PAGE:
The West builds walls between peoples, BRICS breaks them down

The West builds walls between peoples, BRICS breaks them down

Three days of BRICS events in Beijing had two courses of action

The first option (one that no doubt would have appealed more to the wider Russian public) was for the top leaders of Brazil, Russia, India, China and South Africa to adopt an outcome document that would say in clear language: If a group of Western countries wants to deal with us through threats and especially economic sanctions, that is, bans and restrictions on trade and development, that is their business. We, the five countries, solemnly declare that we continue to work with each other without regard to any sanctions by the US or the EU. Sanctions are illegal and should remain the personal choice of one country or another, without imposing them on anyone else.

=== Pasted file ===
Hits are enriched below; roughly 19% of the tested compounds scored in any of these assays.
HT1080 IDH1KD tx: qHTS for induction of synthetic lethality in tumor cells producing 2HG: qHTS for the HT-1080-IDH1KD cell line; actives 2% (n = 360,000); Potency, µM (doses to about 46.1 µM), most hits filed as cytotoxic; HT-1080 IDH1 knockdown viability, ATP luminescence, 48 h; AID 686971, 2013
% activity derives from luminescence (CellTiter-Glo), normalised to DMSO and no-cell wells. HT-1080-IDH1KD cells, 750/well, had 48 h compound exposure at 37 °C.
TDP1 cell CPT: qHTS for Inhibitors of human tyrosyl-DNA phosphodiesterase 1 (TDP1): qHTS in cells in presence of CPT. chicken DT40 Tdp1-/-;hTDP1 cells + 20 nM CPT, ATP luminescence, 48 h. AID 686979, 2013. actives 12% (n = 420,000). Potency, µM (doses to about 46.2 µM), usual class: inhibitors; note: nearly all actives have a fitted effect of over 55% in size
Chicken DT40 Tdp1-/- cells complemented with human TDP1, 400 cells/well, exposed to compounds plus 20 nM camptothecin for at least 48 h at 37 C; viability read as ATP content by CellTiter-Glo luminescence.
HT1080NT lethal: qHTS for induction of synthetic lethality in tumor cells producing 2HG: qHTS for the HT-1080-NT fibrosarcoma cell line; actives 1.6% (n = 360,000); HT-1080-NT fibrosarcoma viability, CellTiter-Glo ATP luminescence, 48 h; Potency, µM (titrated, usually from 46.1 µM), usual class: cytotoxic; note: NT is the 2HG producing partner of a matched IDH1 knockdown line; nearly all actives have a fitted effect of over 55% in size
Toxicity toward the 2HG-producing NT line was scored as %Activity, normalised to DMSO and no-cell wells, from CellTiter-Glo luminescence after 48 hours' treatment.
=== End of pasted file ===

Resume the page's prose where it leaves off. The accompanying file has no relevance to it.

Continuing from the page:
But, for one thing, these words were heard in all the previous declarations from previous BRICS summits. And this time too, if you look carefully at the final document – the Beijing Declaration – you will find a reference to the fact that the five reaffirm all their previous positions and call for trade according to the rules of the World Trade Organization.

But now the game is different, and loud statements cannot achieve anything. The West has launched a large-scale economic, psychological and other war against the two BRICS members – Russia and China – and in this environment we must work differently. In particular, it should be taken into account that secondary sanctions, when companies from third countries that are trying to do business with someone who has been hit by sanctions, should be dealt with most of all. It would be extremely foolish to challenge someone verbally and suffer damage in the process

The host country, China, has therefore chosen a different approach, more intelligent and more akin to a pawn gambit than a frantic breakout of pieces across the board.